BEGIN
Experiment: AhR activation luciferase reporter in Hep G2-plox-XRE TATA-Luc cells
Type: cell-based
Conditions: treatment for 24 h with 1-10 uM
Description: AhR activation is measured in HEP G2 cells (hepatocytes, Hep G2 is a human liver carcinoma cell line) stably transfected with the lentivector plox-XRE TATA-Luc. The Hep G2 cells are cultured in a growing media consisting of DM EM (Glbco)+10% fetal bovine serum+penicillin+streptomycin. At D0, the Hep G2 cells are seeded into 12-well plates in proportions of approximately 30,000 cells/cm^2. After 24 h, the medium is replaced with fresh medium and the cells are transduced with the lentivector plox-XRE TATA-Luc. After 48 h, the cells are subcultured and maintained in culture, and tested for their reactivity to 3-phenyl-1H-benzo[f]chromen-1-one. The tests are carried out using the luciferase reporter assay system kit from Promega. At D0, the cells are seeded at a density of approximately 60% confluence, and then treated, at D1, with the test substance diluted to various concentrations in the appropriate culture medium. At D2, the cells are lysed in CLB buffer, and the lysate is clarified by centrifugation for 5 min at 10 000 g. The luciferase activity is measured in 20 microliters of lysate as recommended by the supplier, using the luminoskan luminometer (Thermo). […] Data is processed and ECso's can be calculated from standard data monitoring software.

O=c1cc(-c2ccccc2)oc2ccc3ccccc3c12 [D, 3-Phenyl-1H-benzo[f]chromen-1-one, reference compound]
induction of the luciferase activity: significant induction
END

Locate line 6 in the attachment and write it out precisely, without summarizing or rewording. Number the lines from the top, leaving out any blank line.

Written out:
induction of the luciferase activity: significant induction